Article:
The process by which society detects and interprets information from the external world in a utilitarian theory claims: one should always do the greatest good for the greatest number of people. When one has the motivation to reach goals for the benefit of one’s self it is known as ethical egoism. In this paper we shall consider a brief history of cannabis, the parallels of legalizing medical marijuana and prohibition of alcohol in the 1920’s with regard to ethical egoism and utilitarian theories. The earliest record of man’s use of cannabis comes from the island of Taiwan located off the coast of mainland China. Archaeologists have unearthed an ancient village site dating back over 10,000 years to the Stone Age. With the pottery that was found were rod-shaped tools, resembling in appearance to those later used to loosen cannabis fibers from their stems. The pottery with their patterns of twisted fiber embedded in their sides, suggest that men have been using the marijuana plant in some manner since the dawn of history. (Chang, 1959) Once an assumption by society, especially over time has been established, it becomes a great effort to alter. Marijuana was first acknowledged as a narcotic in the 1920s and 1930s. Based almost completely on information designed to mislead or persuade against the evils of marijuana, embellished reports of violent crimes committed by immigrants intoxicated by marijuana were publicized by tabloid newspapers. With the vast emotion and widespread paranoia the upsurge of the women’s temperance movement incited one could consider that the temperance movement had a large part in forming the Federal Bureau of Narcotics and the Marijuana Tax Act of 1937. The 1937 marijuana Tax Act Pub. 238, 75th Cong.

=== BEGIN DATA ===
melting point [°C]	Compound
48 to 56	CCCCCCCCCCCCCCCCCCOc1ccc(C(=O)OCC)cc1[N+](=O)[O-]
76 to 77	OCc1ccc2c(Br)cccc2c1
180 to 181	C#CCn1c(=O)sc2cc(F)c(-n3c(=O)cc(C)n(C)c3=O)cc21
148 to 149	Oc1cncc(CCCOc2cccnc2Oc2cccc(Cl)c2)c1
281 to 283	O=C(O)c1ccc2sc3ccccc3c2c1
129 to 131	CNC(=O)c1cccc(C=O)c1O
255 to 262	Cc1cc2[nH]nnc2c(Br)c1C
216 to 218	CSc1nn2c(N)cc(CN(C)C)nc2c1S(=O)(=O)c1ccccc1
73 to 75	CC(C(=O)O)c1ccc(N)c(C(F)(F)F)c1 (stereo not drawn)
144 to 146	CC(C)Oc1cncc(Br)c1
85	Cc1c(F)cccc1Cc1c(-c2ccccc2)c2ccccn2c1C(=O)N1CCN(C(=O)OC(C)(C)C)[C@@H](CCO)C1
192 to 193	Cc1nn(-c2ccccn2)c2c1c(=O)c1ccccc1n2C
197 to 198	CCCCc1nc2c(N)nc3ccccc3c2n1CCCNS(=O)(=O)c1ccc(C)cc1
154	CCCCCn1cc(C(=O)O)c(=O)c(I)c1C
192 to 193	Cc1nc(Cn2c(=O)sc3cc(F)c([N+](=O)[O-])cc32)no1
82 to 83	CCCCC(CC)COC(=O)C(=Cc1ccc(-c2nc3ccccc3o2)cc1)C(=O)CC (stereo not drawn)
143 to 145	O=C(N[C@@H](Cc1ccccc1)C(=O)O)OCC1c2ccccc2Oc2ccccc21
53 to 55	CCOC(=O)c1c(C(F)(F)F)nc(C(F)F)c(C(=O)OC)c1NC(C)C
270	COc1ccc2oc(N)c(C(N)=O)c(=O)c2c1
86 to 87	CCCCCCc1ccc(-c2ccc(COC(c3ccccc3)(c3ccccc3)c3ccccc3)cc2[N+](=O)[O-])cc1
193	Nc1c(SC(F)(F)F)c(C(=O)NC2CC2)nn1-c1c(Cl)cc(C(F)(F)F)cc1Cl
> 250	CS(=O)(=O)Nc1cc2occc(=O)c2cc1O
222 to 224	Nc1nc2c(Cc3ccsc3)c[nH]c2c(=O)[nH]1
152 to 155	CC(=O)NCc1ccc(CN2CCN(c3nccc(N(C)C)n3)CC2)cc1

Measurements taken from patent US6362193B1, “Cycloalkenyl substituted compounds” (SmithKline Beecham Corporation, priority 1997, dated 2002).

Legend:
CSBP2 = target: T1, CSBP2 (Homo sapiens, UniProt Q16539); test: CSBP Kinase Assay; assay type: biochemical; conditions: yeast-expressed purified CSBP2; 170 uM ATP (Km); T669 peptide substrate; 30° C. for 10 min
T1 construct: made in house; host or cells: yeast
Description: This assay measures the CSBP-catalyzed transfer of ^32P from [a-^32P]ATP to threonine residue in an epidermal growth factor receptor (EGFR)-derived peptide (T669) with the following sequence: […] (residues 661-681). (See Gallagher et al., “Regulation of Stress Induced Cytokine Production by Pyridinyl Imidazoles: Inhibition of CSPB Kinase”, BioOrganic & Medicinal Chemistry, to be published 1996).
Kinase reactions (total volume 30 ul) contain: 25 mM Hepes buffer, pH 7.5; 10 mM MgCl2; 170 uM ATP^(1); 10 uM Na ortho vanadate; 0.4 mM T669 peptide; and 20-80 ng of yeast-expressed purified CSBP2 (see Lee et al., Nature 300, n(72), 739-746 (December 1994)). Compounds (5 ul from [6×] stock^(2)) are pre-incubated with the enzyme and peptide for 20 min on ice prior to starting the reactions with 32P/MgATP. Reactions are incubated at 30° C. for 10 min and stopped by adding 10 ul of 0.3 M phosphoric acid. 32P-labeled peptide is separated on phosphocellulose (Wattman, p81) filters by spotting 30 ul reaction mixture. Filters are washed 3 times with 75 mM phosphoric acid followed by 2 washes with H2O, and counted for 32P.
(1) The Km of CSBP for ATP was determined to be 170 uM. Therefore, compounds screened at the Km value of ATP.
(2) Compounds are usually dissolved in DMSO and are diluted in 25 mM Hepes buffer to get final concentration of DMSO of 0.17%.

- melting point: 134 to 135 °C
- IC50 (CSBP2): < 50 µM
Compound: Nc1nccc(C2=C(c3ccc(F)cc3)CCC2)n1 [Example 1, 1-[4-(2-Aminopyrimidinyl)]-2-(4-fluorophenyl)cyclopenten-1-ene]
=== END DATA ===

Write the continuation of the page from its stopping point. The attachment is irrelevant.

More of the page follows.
. .ved on January 12, 2001: htttp://www.tokeofthetown.com/2009/12/bill_to_legalize_marijuana_introduced_in_washingto.php Chang, K., The Archaeology of Ancient China (New Haven: Yale University Press, 1968), pp. 111-12; C.T. Kung, Archeology in China (Toronto: University of Toronto Press, 1959), 1:131. American College of Physicians. Supporting Research into the Therapeutic Role of Marijuana. Philadelphia: American College of Physicians; 2008: Position Paper. (Available from American College of Physicians, 190 N. Independence Mall West, Philadelphia, PA 19106.) Retrieved from: http://www.acponline.org/advocacy/where_we_stand/other_issues/medmarijuana.pdf Schieszer, J., Nonaspirin NSAIDs May Raise RCC Risk Renal & Urology News. August 18, 2009 Retrieved from http://www.renalandurologynews.com/nonaspirin-nsaids-may-raise-rcc-risk/article/146731/